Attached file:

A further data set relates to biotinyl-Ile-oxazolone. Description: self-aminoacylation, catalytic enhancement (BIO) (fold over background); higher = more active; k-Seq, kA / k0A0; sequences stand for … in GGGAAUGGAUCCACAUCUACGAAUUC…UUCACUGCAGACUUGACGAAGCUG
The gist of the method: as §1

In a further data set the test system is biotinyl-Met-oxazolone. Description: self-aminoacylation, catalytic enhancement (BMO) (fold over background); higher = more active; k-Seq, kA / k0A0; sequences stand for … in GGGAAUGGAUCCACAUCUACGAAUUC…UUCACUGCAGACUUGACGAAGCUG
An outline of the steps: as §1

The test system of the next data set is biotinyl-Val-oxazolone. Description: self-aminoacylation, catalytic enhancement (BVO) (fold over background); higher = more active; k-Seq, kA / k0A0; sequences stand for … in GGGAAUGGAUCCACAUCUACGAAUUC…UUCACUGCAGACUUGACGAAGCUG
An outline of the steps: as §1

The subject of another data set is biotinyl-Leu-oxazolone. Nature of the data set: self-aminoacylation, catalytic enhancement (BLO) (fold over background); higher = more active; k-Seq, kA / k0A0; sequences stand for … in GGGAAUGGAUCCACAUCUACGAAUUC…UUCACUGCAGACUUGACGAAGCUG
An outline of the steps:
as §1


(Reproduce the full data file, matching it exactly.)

A further data set relates to biotinyl-Ile-oxazolone. Description: self-aminoacylation, catalytic enhancement (BIO) (fold over background); higher = more active; k-Seq, kA / k0A0; sequences stand for … in GGGAAUGGAUCCACAUCUACGAAUUC…UUCACUGCAGACUUGACGAAGCUG
The gist of the method: as §1

In a further data set the test system is biotinyl-Met-oxazolone. Description: self-aminoacylation, catalytic enhancement (BMO) (fold over background); higher = more active; k-Seq, kA / k0A0; sequences stand for … in GGGAAUGGAUCCACAUCUACGAAUUC…UUCACUGCAGACUUGACGAAGCUG
An outline of the steps: as §1

The test system of the next data set is biotinyl-Val-oxazolone. Description: self-aminoacylation, catalytic enhancement (BVO) (fold over background); higher = more active; k-Seq, kA / k0A0; sequences stand for … in GGGAAUGGAUCCACAUCUACGAAUUC…UUCACUGCAGACUUGACGAAGCUG
An outline of the steps: as §1

The subject of another data set is biotinyl-Leu-oxazolone. Nature of the data set: self-aminoacylation, catalytic enhancement (BLO) (fold over background); higher = more active; k-Seq, kA / k0A0; sequences stand for … in GGGAAUGGAUCCACAUCUACGAAUUC…UUCACUGCAGACUUGACGAAGCUG
An outline of the steps:
as §1